psycholinguistics

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psycholinguistics

 [si″ko-ling-gwis´tiks]
the study of psychological factors involved in the development and use of language.

psy·cho·lin·guis·tics

(sī'kō-ling-gwis'tiks),
Study of a host of psychological factors associated with speech, including voice, attitudes, emotions, and grammatical rules, that affect communication and understanding of language.
[psycho- + L. lingua, tongue]

psycholinguistics

(sī′kō-lĭng-gwĭs′tĭks)
n. (used with a sing. verb)
The study of the influence of psychological factors on the development, use, and interpretation of language.

psy′cho·lin′guist n.
psy′cho·lin·guis′tic adj.

psycholinguistics

[-ling·gwis′tiks]
the study of language as a form of behavior, including language development, speech, and personality.

psycholinguistics

Psychology The study of factors affecting activities of communicating and understanding verbal information; the study of the manner in which language is acquired, stored, integrated and retrieved. See Kinesics, Language.

psy·cho·lin·guis·tics

(sī'kō-ling-gwis'tiks)
Study of a host of psychological factors associated with speech, including voice, attitudes, emotions, and grammatical rules, which affect communication and understanding of language.
[psycho- + L. lingua, tongue]

psy·cho·lin·guis·tics

(sī'kō-ling-gwis'tiks)
Study of psychological factors associated with speech, including voice, attitudes, emotions, and grammatical rules.
[psycho- + L. lingua, tongue]
References in periodicals archive ?
Furthermore, it is not the utterance that is overly restricted, as psycholinguists imply, but it is the controlling stimulus complex that is overly restricted (selected).
While psycholinguists have discarded this deterministic theory (called the Whorfian "strong hypothesis"), social science research has supported an alternative theory that language affects thought and action (called the Whorfian "weak hypothesis").
Psychologist Bennett Bertenthal (University of Chicago, USA), and psycholinguists Sotaro Kita (University of Bristol, UK) and Susan Duncan (University of Chicago, USA) pointed out how gestures form an intimate connection with human speech.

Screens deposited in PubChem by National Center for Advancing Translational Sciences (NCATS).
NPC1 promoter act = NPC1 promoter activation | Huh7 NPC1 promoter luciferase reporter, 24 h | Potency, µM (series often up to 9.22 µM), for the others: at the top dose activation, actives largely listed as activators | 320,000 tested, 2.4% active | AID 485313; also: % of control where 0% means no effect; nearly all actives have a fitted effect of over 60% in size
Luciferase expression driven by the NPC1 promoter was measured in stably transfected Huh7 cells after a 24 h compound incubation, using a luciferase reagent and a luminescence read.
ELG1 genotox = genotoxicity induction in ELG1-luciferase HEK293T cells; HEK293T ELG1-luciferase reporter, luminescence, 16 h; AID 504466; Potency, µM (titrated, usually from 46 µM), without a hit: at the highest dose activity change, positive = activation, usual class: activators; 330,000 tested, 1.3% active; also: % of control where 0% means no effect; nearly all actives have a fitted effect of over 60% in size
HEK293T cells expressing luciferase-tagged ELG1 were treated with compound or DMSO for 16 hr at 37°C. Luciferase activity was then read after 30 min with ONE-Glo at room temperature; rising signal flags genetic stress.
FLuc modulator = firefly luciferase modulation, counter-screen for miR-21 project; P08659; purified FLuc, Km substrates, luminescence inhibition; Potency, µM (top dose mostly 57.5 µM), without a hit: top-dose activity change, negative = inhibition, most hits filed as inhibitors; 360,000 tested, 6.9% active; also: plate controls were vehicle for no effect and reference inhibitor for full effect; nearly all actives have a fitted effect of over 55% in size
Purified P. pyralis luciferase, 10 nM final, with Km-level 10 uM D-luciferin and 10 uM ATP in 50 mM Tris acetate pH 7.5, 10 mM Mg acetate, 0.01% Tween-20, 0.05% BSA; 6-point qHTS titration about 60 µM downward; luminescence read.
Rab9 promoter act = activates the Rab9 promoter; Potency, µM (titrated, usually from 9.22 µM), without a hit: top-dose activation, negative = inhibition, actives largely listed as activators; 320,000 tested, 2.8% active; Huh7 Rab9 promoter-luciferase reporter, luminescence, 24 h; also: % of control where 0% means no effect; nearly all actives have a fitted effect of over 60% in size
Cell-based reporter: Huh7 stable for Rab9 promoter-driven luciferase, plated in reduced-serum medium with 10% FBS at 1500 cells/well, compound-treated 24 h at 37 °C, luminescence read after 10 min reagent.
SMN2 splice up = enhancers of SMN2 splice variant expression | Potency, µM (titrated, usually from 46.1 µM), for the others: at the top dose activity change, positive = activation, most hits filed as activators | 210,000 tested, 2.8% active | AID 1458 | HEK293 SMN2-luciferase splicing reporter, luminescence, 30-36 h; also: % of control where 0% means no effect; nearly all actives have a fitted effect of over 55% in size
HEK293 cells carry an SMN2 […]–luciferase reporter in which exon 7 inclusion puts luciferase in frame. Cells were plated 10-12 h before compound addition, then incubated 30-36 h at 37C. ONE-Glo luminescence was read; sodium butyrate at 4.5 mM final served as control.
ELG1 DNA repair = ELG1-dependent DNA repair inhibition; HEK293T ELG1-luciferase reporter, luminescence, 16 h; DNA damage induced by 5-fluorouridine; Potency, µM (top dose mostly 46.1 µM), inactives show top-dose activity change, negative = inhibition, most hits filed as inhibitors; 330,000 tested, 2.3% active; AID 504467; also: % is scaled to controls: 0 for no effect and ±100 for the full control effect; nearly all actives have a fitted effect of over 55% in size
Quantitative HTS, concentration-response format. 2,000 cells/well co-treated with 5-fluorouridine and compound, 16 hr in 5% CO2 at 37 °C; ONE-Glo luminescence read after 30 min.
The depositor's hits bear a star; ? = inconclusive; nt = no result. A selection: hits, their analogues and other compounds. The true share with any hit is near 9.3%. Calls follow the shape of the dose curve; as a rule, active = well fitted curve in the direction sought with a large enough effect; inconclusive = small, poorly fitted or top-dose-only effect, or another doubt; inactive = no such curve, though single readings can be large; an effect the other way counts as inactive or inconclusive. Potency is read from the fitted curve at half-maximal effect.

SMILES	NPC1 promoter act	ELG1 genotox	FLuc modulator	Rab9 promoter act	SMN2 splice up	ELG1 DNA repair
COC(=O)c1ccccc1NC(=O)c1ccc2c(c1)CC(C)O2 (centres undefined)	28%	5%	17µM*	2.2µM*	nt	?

Even if the affix-stripping model allows storage economy, it has been severely criticized by a number of psycholinguists (see Aitchison 1987; Butterworth 1983; Henderson 1985, 1989, for an extensive discussion).
Psycholinguists substantially agree that when an auditory sentence is processed, acoustic information is transformed into phonetic information and stored in working memory.
I spent a lot of time with people in Al [artificial intelligence] and I learned a little bit more about their concerns, but I also taught part time at [name of university omitted] and so I spent time there with philosophers and people interested in language, mostly psycholinguists.
These are the types of clues sought by forensic psycholinguists when conducting threat assessments, authorship identification, and other tasks that demand analysis of language.
However, my analysis is based on empirical research by psycholinguists and communication experts and potentially is demonstrable in a court of law.
Comparing stories from different cultures, psycholinguists and cognitive psychologists came to the conclusion that narratives share a common basic template (Labov, 1972, Labov & Waletsky, 1967, Mandler, 1982, Hatch, 1999).
Psycholinguists would probably argue that core words are those which are most perceptually salient; that is, they mark dominant areas of cote sensory perception such as size (large/small), weight (heavy/light), colour (red/green) (but not mauve or scarlet or fawn).
The theory of the critical period has been reviewed by a number of psycholinguists, and both age limits--upper and lower--have been called into question again.
Psycholinguists define reading as an active process based on this interaction that is simultaneously creative and predictive.